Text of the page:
For almost exactly one year, the woman who supervised health-care ministry for the Boston archdiocese thought she was a priest. I presume that the people who worked with her at the Boston chancery did not share her delusion.
I'd love to hear public confirmation on that point. In fact, I'd be interested to know how many officials in the Boston chancery were caught completely off guard by today's headline story.
It's possible that someone could have worked happily alongside Jean Marie Marchant up until July 28, confident in her fidelity to the Catholic Church, and today's Boston Globe headlines might have come as a terrible surprise. It's also possible that colleagues had a reasonably accurate understanding of her peculiar theological orientation, and saw no particular problem-- until today.
Here's my question: If you didn't see a problem with Marchant's theology last week, is it likely that you'd recognize the problem today? Would you understand, I mean, that this is not merely a PR problem? This is not a new question.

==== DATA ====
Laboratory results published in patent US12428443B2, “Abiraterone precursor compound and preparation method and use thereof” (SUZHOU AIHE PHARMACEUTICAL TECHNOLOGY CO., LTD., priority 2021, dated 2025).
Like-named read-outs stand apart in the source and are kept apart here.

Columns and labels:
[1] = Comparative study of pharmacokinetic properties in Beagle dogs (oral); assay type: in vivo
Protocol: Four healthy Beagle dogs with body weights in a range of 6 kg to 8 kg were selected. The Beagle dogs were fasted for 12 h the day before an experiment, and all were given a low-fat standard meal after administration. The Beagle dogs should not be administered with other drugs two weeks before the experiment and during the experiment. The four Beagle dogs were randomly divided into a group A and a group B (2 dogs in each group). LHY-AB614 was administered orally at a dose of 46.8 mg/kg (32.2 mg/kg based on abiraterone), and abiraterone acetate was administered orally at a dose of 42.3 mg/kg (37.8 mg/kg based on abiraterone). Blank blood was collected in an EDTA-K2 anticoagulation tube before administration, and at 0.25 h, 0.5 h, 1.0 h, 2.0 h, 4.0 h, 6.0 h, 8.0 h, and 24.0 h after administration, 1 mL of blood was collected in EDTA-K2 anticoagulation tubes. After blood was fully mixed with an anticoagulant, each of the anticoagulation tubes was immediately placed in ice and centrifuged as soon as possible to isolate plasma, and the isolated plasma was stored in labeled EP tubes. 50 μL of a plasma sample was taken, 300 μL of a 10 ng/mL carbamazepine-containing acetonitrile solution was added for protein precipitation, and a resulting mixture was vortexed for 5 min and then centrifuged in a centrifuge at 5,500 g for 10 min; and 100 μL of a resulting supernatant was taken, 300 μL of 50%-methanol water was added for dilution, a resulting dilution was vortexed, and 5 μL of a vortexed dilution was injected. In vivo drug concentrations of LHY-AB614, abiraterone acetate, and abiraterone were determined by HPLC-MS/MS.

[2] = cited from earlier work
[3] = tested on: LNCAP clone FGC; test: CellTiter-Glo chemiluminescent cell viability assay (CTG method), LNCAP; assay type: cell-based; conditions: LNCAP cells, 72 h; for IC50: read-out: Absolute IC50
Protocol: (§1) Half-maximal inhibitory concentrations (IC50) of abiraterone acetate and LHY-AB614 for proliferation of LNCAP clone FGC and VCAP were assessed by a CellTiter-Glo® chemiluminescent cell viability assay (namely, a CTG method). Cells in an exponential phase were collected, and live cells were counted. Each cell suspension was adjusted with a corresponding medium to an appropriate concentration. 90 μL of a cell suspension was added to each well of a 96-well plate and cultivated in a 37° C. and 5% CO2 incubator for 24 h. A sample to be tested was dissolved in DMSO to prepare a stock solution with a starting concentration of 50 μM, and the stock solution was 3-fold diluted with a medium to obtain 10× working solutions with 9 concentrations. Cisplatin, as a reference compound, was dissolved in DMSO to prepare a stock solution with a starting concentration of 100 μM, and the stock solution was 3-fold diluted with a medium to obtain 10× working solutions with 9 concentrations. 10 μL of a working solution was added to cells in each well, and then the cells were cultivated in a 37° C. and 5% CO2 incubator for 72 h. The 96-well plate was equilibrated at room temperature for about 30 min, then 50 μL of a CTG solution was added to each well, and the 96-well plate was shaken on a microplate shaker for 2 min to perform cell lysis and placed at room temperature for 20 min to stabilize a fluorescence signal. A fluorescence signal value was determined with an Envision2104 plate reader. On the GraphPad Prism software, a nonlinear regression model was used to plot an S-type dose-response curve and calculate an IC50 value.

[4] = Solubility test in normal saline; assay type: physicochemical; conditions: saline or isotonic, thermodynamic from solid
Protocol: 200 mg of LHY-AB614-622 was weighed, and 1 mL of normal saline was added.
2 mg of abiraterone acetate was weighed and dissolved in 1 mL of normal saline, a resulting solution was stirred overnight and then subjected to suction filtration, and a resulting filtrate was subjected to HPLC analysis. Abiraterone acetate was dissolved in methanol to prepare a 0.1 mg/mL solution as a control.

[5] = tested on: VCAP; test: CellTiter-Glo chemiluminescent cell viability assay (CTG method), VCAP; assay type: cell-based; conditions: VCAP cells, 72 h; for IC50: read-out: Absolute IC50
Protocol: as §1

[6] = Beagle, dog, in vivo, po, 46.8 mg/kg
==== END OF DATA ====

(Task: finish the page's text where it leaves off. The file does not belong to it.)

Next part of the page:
A spokesman for the Boston archdiocese told the Boston Globe: "We greatly appreciate Ms. Marchant's many years of service in healthcare ministry." Lovely. Now in setting up a spreadsheet to calculate the net value of her work, let's decide whether the following numbers belong in the asset or debit column:
- appointments kept
- public speaking engagements
- outreach to other religious groups
- headline stories in the Boston Globe
- heresies endorsed
- souls lost
All comments are moderated. To lighten our editing burden, only current donors are allowed to Sound Off. If you are a donor, log in to see the comment form; otherwise please support our work, and Sound Off!